Autoplay: ON Autoplay: OFF
The Next Big Thing
Virtual reality becomes reality (The Next Big Thing, Episode 6)Virtual reality is getting real, and not just for gaming. Forget 4G, the buzz is building around 5G. And the 4K TV discussion now focuses on the content.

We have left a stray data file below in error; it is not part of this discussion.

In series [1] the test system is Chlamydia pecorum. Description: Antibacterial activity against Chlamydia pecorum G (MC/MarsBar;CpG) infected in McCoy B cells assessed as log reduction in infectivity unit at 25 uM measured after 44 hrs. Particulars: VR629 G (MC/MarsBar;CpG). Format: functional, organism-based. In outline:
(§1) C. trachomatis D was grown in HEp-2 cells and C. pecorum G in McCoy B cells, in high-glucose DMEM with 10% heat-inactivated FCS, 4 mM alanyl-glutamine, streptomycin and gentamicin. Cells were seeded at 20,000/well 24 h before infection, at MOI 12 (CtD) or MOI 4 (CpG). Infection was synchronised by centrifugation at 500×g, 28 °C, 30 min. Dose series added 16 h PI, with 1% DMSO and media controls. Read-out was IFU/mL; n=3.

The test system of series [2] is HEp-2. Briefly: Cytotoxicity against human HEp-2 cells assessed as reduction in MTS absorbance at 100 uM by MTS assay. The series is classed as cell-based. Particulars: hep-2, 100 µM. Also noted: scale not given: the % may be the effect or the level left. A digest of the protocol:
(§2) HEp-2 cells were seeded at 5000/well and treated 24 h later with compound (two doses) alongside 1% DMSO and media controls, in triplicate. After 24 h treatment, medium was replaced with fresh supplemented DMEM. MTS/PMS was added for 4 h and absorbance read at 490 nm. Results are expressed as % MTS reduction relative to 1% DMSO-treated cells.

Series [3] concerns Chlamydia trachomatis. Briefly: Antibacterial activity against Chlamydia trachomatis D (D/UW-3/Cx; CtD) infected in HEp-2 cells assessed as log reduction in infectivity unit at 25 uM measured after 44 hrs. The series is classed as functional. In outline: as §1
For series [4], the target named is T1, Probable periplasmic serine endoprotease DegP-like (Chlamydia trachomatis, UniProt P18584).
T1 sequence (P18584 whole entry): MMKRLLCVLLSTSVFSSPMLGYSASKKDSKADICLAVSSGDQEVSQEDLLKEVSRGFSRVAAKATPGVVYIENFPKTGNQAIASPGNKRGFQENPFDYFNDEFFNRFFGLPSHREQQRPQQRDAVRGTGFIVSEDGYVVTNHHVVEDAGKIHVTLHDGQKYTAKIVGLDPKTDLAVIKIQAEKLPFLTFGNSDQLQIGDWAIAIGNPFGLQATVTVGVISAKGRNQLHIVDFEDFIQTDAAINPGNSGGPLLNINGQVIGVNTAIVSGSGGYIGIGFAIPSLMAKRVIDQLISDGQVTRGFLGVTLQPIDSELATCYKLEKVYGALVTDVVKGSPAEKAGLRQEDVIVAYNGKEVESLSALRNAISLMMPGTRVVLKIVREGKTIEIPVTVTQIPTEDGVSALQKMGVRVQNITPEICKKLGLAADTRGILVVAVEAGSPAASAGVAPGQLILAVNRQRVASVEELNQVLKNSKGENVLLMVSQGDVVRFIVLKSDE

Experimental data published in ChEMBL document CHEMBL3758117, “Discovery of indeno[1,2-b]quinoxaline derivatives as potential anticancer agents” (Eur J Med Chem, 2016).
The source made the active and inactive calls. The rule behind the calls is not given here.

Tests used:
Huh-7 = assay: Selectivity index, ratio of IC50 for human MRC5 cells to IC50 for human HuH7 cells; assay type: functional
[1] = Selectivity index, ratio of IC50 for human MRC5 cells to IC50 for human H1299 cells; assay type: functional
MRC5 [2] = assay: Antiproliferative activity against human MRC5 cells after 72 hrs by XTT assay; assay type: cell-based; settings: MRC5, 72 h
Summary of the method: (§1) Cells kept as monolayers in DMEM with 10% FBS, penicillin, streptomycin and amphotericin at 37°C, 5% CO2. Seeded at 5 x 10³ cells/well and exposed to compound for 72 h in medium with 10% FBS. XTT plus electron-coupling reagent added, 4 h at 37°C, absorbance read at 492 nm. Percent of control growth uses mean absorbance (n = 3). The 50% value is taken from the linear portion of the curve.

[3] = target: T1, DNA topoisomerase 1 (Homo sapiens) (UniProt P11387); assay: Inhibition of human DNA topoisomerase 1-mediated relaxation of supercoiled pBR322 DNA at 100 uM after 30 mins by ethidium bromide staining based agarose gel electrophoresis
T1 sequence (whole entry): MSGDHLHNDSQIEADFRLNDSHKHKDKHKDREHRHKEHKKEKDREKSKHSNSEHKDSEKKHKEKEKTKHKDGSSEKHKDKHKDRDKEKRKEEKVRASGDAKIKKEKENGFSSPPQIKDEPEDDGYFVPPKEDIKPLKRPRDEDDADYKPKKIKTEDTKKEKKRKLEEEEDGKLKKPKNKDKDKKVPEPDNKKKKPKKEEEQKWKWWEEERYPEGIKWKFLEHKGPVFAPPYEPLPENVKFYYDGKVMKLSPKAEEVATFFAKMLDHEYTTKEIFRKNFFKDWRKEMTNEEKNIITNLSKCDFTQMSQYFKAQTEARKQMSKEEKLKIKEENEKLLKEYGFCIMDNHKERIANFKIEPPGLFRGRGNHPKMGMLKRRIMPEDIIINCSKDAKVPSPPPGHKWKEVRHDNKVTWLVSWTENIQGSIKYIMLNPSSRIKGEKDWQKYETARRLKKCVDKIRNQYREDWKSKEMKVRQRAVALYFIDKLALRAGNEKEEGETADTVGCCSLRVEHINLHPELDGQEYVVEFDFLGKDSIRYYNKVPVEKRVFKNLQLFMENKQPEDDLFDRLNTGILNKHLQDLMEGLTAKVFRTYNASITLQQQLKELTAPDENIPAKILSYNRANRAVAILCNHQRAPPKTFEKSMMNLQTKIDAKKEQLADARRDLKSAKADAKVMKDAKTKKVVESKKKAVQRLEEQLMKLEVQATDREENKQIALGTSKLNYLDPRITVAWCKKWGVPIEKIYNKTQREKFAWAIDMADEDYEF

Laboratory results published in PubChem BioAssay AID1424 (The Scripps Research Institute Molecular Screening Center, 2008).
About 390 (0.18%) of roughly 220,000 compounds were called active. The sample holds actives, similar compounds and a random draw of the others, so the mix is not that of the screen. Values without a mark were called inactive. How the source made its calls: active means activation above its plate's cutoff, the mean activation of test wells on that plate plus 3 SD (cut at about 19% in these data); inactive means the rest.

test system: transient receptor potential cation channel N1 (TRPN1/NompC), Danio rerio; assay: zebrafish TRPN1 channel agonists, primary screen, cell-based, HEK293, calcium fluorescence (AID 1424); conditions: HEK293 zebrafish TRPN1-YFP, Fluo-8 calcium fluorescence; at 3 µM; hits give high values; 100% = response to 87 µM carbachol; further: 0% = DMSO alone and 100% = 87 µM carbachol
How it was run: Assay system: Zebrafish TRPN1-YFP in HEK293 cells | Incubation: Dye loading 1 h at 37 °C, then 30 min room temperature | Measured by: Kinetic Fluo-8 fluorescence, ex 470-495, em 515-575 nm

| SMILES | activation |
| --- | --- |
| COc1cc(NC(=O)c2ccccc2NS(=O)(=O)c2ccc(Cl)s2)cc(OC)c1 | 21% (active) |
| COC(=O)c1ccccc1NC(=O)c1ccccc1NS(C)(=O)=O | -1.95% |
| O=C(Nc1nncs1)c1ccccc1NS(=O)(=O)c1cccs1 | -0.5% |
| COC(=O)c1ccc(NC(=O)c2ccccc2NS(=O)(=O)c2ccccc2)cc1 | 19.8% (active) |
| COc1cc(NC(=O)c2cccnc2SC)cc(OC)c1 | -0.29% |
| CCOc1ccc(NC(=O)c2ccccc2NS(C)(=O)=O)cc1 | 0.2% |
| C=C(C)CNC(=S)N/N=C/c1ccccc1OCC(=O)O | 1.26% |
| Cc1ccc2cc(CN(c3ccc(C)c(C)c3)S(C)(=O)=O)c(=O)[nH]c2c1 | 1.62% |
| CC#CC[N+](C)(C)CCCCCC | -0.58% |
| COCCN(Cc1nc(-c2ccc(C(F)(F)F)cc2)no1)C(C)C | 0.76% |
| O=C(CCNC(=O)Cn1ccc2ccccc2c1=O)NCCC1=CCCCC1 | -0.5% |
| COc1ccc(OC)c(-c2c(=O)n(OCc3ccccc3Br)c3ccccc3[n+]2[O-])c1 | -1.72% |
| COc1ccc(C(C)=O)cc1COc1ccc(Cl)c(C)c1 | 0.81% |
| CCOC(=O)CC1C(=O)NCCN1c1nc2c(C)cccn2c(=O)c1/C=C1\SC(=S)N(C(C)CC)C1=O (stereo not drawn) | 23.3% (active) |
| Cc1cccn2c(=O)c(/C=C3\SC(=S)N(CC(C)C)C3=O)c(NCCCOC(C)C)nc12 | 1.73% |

The Next Big Thing is brought to you by T-Mobile. Now covering 96% of Americans. [MUSIC] Now that you're on 4G, start thinking about 5G. Virtual reality is reality. I'm a believer. And the next wave of 4K TVs will be something to watch. Let's get a look at the next big thing. [MUSIC] Hello, and welcome. I'm Brian Cooley, in search of the next big thing. From playing games to war games, virtual reality headgear has become absolutely reality. [MUSIC] Rift, Morpheus, and Glyph. They sound like three brothers from a fantasy novel, but it's a fantasy come true. Not just watching, being there. That's the essence of virtual reality. It brings me into this world that I've never been in. You can actually. Your hands holding an Xbox controller. That's kind of cool. They want to create a world that feels real, that sounds real. I was able to interact with a knight, with swords, with a crossbow. It's essentially two independent displays and they render different angles of the game, so you get a 3D effect. With a wide angle field of view. What you get is that sense of immersion, which is what CR is going. Going for. It's using Texas Instruments based DLP technology to project right on my retina. I wish everybody at home was able to see. What I saw was extremely promising. Now popular fascination with the basic idea of virtual reality goes all the way back to the late 80s on Star Trek The Next Generation. Remember Geordi La Forge had the vision head gear? Then flash forward to the mid 90s, and something called VRML, Virtual Reality Markup Language, and it was going to make webpages a 360 immersive experience. Still waiting for that. But today the dream definitely lives. Take a look at Oculus Rift. Fair to say it's the darling of the bunch right now. It creates this 360 immersive media world. Based on panning video as you move. So the concept here is that you don't have screens literally all around your head, but the video is passed around through your immediate vision and your periphery by sensing the motion of your head and body. That's using right now, a camera that is external and LED emitters on the headgear to index with it. In the future we can expect all of that to be built into the headgear itself and it will continue to get smaller. Now, Sony's Project Morpheus looks similar, but it's a little different in its connectivity. It cables into a PS4, obviously. It's a Sony thing. And there of course it grafts in to existing motion control and tracking technology that that platform already brings in as well as a base of developers who are already tied into that motion and tracking. So, it's got a leg up in a sense. Now clearly the initial use cases for both of these would come to mind as serious gamers. But if you really wanna find the hot spot for these, I think you have to look at what are dryly referred to as vertical markets. For example, look what the Norwegian army is doing with Oculus Rift and cameras mounted around tanks. A way for tankers to get a completely unobstructed view from outside their vehicle while remaining protected inside of it. [foreign speech] It's very useful when you have to close all your hatches. Or imagine virtual reality head gear for an online meeting. And finally, for the first time. Feeling like you are there, as opposed to the very clumsy technologies we use today that are not so much present, as barely present. Think about going to a hotel without going there. Take a look at a room in real detail before you book. Look at open houses and maps before you decide which few you actually want to drive to. Go to a car dealership and actually get inside a car and look around the cabin before going down to take that test drive and I need not even mention the possibilities with telemedic. And it's called a virtual retinal display. Finally there is Avegant Glyph. What they do here is more about the attacking the media world. Giving you a full, immersive screen for media in front of your eyes, but it's not one where you look around and move through it. More, it tracks with your vision. This is about going after the world that has already been in love IMAX theatres, big curve TV's and Beats audio. Kind of mesh those three together. It's one that has a lot more immediate acceptance compared to the other two that are still trying to build and educate the consumer market. Now all of these products are in about the same phase of their development. They're heading off to where new technologies go to live or die. Is the hands of developers, who now must take the ball and run with it over the next year or so, to create compelling, understandable use cases, to bring these to as many consumers' attention as possible. [MUSIC] [MUSIC] Back in pursuit of the next big thing. I'm Brian Cooley. Let's talk mobile. Now a lot of you, I imagine, have just made the jump to a 4G phone or maybe you're just about to. But here comes the next thing already. The buzz is on about 5G. Now, first off, as you might imagine, 5G's expected to be faster. Much faster. But I'm not real comfortable quoting any speeds right now because you know how it goes. We've been promised pie in the sky many times with 3G and 4G what the lab speeds are. Then we get out in the real world and it's nowhere near that. So, yes. There are some theoretical benchmark out there that we can compare right now but let's let the speed thing percolate awhile. The next concept we hear a lot about is 5G having lightness. So, it will be faster, able to handle great big thick content, like streaming 4K high definition movies. But on the other hand, it'll also be dead reliable as expected on very thin, skinny bits of data, the kinds of data streams that little, connected home modules pass back and forth, for example, with absolute robustness. In fact, many expect that under the 5G era, the biggest growth of connected devices within it is actually going to be those things that never really face a human, machine to machine devices, the so called internet of. Then there's the concept of special lanes built within 5g. This has to do with what they call signalling, what gets priority first because it needs to get there on time. For example, the future wireless connection in a self driving or autonomous car needs a much higher priority than then video stream coming to your kid's iPad in the back seat of that car. So that really important things that have to get there on time to allow a service to execute well will be given priority and other things that can buffer and no one gets hurt, will actually do that. And related to all that is layered pricing. Right now if you think about it, you basically pay the same price for data for a 100K email attachment as you do for a 100K worth of video streaming. Although that video streaming is in theory a more valuable service. Because it has to arrive on time to avoid video degradation and buffering. 5G is expected to have this kind of layered data within it, and the ability to sell it at different tiers within a single connection. That could allow carriers to do a lot of interesting things with pricing. Still, kinda hard to predict. Finally, there's the concept of multihoming. That means it harness, all the other available wireless around it. Pulling in 2.5G, 3G, 4G, WiFi, BlueTooth, and assigning the tasks to whichever one is available, the most robust, and the most efficient. Either based on energy use, or cost. Those are the high points of what I'm hearing in the 5G discussion. It's early right now, but it's starting to get really busy out there in terms of expectation and prediction. You've got some time to absorb it, though. The consensus is that none of this rolls out commercially until about 2020. [MUSIC] Finally, an update to 4K TV which we talked about in our very first episode of this show back in September of 2013. Now, back then we were talking about the 4K TVs themselves. Now as always the conversation turns from the gear to what you are gonna get on it to the content. Welcome back. While the new LG TVs will be able to watch 4K television from Netflix. With a great user interface on level F. And it's just amazing set of progress. Play Pause. [MUSIC] Ladies and gentlemen feast your eyes on what I'm calling the reference standard for 4K. Going into video is really important to Amazon right now. They've been focusing a lot on it lately because it means bringing viewers back into their ecosystem. I don't know whether to be proud or terrified. Netflix is first up with 4K streaming. They've got their own show, House of Cards, out in a limited release in just some of their streaming clients. it's not all of them. And they're showing a variety of those kind of lush nature porn films which is ironic as that's how hd tv got started too almost 20 years ago. Samsung continues to build their Smart tv platform which is built into their television and their Blu-Ray players. As a place to come to get the content. They have deals with Fox, Direct TV, Comcast, and Amazon for future 4k streaming and of course they'll also pull in Netflix 4k. Speaking of Amazon, that'll be the next big shoe that drops. Because they've commissioned at least 4 new series to be shot in 4k and of course, streamed that way. Look for that to coincide with a new version of their Fire TV streaming box that'll have the ability to pull in and decode that 4K signal and then spit it out on a cable to your 4K television. And I expect they're gonna tie that with a certain level of Prime membership, owning that box, and you'd be getting special access to their in-house produced shows. At this point, I bet you're cringing, thinking, wait a minute. What's all this 4K content that's coming out gonna do to my poor old home broadband connection which struggles today to deliver an HD stream? Well that's where the good news comes in from the codec side of the story. Most of these providers with their new content are using the H.265 codec. It's related to H.264. Not trying to glaze your eyes over with numbers here, but that latter one is probably already on your home HD camcorder. So it's a cousin of that. The dark horse is Google's VP9 codec. This of course will be used to create 4K streams off of YouTube, but they've also got LG, Panasonic and Sony promising to use it in their televisions as well. We don't expect those products or a lot of YouTube 4K streaming to be taking place until about 2015. Now if you're wondering where the discs are in all of this, so is the rest of the world. The folks that run the Blu-Ray technology say they have an extension coming that will allow the Blu-Ray to stretch, if you will, to carry and then decode 4k content. I don't think it's gonna be a major player. We've moved too far past the physical media era, and it's clear right now the internet can do at least a credible job of delivering 4k stream. By the way, a benefit to all this codex stuff that you're not going to hear as much about, is the possibility of getting near bufferless streaming at standard HD levels because when you apply H.265 or VP9 to what we're already looking at it gets a lot smaller and with a BP9 codex in particular, Google says it could be instant for standard HD not too far in the future. That'd be nice. Thanks for watching. I always enjoy having you with me as we explore what's next and what has legs. Those are often not the same thing. Send me an email if you've got ideas on technologies we should be talking about. That's firstname.lastname@example.org. And if you haven't seen our back episodes, head over to CNET.com/nextbigthing and do a binge view of all of them. I'll see you next time we go in search of the future. [MUSIC]